What to know about Michigan ballot Proposal One

Published: Oct. 17, 2022 at 4:40 PM EDT|Updated: Oct. 17, 2022 at 4:41 PM EDT
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UPPER MICHIGAN (WLUC) - As you head to the polls next month, you’ll see three proposals on your ballot.

Proposal One would change limits for state senate and house terms. Rather than allowing three, two-year terms in the House and two, four-year terms in the Senate for a total of 14 years – the proposal would allow 12 total years in the legislature without a limit on which branch they occupy.

It would also enforce financial disclosure for representatives.

Supporters say removing stipulations on where they spend their 12 years would allow communities to better know their representatives.

“It gives you time to go back and have those town hall meetings, have office hours, have a constituent call your office and say, ‘I have this problem can you help me,” Michigan Chamber of Commerce President Jim Holcomb said. “It builds rapport and builds a connection between your elected official and constituents which is good for everyone.”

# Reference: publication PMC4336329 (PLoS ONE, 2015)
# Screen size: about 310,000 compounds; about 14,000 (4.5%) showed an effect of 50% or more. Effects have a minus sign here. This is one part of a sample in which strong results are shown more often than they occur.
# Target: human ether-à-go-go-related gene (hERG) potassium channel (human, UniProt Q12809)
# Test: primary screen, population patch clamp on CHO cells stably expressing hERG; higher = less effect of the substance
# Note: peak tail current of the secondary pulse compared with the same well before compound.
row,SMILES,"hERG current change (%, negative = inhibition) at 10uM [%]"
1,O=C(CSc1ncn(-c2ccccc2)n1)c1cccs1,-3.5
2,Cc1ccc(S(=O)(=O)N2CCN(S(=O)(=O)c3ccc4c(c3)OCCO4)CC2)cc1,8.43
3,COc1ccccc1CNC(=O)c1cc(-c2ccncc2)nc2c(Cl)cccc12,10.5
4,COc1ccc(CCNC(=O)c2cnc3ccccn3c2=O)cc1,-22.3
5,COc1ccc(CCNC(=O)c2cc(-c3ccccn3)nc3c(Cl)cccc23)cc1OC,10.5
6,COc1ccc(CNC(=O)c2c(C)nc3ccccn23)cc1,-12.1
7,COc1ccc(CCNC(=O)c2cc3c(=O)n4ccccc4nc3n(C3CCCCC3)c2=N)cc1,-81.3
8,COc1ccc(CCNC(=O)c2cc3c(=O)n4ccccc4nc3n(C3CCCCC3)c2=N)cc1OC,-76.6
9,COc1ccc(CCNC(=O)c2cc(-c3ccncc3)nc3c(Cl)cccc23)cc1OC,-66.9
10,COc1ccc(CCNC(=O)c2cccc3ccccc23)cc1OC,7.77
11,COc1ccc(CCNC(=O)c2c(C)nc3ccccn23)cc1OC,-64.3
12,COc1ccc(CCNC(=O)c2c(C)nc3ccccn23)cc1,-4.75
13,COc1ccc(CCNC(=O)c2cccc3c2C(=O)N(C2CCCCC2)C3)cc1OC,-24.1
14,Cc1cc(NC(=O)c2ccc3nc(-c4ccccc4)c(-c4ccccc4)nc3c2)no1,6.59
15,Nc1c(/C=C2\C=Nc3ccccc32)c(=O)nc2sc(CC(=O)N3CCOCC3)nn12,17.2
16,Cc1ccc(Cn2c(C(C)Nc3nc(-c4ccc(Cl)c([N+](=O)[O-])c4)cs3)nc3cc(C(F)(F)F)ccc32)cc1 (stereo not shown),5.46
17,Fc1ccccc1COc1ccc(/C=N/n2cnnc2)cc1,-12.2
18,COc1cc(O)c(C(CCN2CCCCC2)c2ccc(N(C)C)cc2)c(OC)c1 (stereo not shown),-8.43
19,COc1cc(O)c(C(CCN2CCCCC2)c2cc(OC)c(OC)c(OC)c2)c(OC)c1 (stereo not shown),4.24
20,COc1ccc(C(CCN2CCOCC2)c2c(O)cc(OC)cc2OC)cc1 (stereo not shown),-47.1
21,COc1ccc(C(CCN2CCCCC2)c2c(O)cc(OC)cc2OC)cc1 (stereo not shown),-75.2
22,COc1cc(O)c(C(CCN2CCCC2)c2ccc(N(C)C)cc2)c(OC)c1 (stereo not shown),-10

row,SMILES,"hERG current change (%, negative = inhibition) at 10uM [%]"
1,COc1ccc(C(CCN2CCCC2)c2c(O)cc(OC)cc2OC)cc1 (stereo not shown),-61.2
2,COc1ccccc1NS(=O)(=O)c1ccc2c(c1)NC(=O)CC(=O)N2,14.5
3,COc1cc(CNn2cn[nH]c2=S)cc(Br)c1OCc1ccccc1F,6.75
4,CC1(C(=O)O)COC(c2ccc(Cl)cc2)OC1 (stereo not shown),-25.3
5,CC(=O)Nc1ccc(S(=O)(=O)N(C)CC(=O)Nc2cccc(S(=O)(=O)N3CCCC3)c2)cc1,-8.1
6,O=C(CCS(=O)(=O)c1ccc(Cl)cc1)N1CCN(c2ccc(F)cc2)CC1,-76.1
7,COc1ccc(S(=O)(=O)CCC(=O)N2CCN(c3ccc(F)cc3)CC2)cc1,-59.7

Those in opposition to the ballot proposal say the longer a legislator stays in one office, the more they are disconnected from the people in their district.

“The longer they are there, the less time they spend with their constituents where they should be finding out what the constituents’ interests and how they perceive bills and other things going on. We need rotation; being a politician should not be a career,” No More Time for Career Politicians Executive Director Kurt O’Keefe said.

It would also require state legislative officials to file annual financial disclosure reports on their sources of income except from religious, social and political organizations.

Holcomb says the provision will lead to more transparency.

“It is all about making sure voters know whom they are voting for and what possible conflicts could exist,” Holcomb said. “Even if there is not a conflict it is just good to have as much information as possible in the voters’ hands.”

O’Keefe says the provision’s wording is misleading.

“The disclosure provision if you read it does not require disclosure of income; it says disclosure of sources of income,” O’Keefe said.

To read ballot Proposal One for yourself visit the Michigan House website.